Nadine Gordimer (20 November 1923 – 13 July 2014) was a South African writer, Nobel Prize winner, and an outspoken anti-apartheid activist. She was born in Springs, South Africa to Jewish immigrant parents. Her father was from Latvia and her mother from England. Her father had been a refugee from tsarist Russia. Though he was not notably sympathetic to the black struggle under apartheid in South Africa, his experience of displacement influenced Gordimer's politics. Gordimer’s mother, however, was sympathetic to the black struggle, particularly on the issues of poverty and discrimination. She opened a day care for black children. Due to her mother’s activism, her family home was raided by the police. Gordimer went to a Catholic convent school, but her mother kept her home for extended periods due to an unfounded fear of Gordimer’s weak heart. It was in her home-bound social isolation that Gordimer began to write, publishing her first stories in 1937 at the age of 15. Her first published work was a short story for children, "The Quest for Seen Gold," which appeared in the Children's Sunday Express in 1937; "Come Again Tomorrow," another children's story, appeared in Forum around the same time.
During her studies at the University of the Witwatersrand in Johannesburg, she mixed for the first time with people of color and partook in the Sophiatown renaissance—a thriving period for music and culture in the poor black neighborhood of Johannesburg. She dropped out of university after one year, but stayed in Johannesburg and there continued to write and publish, becoming a prominent literary figure. Her story "A Watcher of the Dead" was published in the New Yorker in 1951, marking the beginning of her international reception. Gordimer’s first novel, The Lying Days, was published in 1953.
In 1949 Gordimer married a Johannesburg dentist, Gerald Gavron. They had a daughter, Oriane, the following year. They divorced in 1952 and in 1954, she married Reinhold Cassirer, an art dealer who established the South African Sotheby's and ran galleries in South Africa. They had one son, Hugo. Gordimer remained with Cassirer until his death in 2001.
In 1960 Gordimer’s best friend, Bettie du Toit, was arrested during the Sharpeville massacre uprising. This event initiated Gordimer's participation in the anti-apartheid movement. She became active in South African politics after this, and was close with Nelson Mandela's defense attorneys (Bram Fischer and George Bizos) during his 1962 trial. She edited Mandela’s famous speech "I Am Prepared to Die," given from the defendant's dock at the trial. When Mandela was released from prison in 1990, he immediately visited her.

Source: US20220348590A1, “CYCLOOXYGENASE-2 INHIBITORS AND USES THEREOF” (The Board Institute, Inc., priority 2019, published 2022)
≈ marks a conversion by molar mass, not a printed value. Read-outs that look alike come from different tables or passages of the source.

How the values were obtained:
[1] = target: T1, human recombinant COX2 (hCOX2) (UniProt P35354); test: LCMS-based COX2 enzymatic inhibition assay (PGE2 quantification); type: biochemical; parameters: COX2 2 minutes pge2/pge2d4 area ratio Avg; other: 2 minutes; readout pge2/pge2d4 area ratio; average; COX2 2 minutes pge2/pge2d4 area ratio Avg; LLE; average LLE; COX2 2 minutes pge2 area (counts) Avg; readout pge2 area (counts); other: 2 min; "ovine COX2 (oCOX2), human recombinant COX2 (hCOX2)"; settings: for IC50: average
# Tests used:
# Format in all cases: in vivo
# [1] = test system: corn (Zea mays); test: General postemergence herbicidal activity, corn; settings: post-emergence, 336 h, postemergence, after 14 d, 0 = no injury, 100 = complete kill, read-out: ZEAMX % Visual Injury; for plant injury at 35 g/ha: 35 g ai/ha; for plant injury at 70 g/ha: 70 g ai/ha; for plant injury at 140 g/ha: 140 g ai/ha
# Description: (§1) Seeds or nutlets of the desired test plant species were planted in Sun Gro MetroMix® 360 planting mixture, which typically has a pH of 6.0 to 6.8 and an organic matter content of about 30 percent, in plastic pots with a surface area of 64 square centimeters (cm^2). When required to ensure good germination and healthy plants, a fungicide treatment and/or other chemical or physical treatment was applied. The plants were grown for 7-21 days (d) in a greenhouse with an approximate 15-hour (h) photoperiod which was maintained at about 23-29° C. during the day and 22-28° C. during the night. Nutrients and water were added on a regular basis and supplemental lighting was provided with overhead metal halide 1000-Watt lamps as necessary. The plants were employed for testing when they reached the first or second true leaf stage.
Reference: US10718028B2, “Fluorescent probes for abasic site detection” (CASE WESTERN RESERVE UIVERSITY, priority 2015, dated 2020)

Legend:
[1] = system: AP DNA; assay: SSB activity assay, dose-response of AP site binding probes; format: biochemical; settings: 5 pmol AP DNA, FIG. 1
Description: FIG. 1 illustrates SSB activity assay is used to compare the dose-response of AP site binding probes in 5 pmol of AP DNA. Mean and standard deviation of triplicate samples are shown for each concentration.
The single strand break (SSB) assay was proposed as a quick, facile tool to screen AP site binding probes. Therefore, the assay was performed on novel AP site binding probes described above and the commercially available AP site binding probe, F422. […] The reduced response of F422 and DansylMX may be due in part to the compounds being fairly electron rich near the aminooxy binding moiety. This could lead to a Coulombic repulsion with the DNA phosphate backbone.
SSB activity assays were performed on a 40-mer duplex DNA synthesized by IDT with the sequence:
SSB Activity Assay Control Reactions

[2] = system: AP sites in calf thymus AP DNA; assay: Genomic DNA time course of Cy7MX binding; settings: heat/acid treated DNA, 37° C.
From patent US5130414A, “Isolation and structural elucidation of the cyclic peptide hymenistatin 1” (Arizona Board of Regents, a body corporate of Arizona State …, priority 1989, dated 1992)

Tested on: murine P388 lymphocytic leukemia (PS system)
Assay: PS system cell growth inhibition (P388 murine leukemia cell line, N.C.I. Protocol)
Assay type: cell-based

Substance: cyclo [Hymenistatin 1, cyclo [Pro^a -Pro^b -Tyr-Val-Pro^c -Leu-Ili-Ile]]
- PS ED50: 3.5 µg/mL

During the 1960s and 1970s, she taught for short periods at various universities in the United States, though Johannesburg remained her residence. She began to achieve international literary recognition, receiving the Commonwealth Award 1961. Apartheid became the central issue of Gordimer’s political thought and writing during this period; she demanded that South Africa examine itself.
Many of her works were banned in South Africa during this time and through the 1980’s. The Late Bourgeois World was banned in 1976 for a decade. A World of Strangers was banned for twelve years. Other works were censored for lesser amounts of time. Burger's Daughter, published in June 1979, was banned one month later. July's People was banned during the apartheid period, but also faced censorship under the post-apartheid government, being removed in 2001 from school reading lists. Unlike its previous censorship, it was now described as being racist.
Gordimer joined the African National Congress when it was an illegal organization. Though she was critical of some of the ANC’s policies, she saw it as the best option for leading black citizens to self-determination. She used her home as a safe house for ANC leaders escaping persecution. She testified at the 1986 Delmas Treason Trial on behalf of 22 South African anti-apartheid activists.
She continued to win international awards for her work, receiving the Booker Prize for The Conservationist in 1974. In 1991, she won the Nobel Prize for Literature.
Along with her resistance to apartheid, Gordimer spoke out loudly against censorship and state control of information. She served in South Africa's Anti-Censorship Action Group. She was a founding member of the Congress of South African Writers and became Vice President of PEN International. In the 1990's and 2000’s, she became active in the HIV/AIDS prevention movement.
She remained outspoken and politically engaged until her death on July 13, 2014. She died in her sleep. She was 90 years old.
Study Guides on Works by Nadine Gordimer
In July, 1979 Nadine Godimer’s novel Burger’s Daughter was judged to be indecent and capable of endangering the state of the Republican of South Africa, on the grounds that its story depicted white characters as bad guys and black characters as...
The Conservationist is Nobel Laureate Nadine Gordimer’s sixth novel, published in 1974. When awarding literature’s highest honor to Gordimer in 1981, the committee specifically singled out this novel along with Burger’s Daughter (1979) and July’s...
July's People, published in 1981 by Nadine Gordimer, is set during a counterfactual revolutionary civil war in South Africa, in which black South Africans rise up and overthrow their white oppressors, with the aid of neighboring African nations....
Nadine Gordimer once again tackled the issue of Apartheid in South Africa through metaphor and symbolism in her short story “Once Upon a Time.” First published in a shorter version in 1988 in the Weekly Mail, the standard full length tale appeared...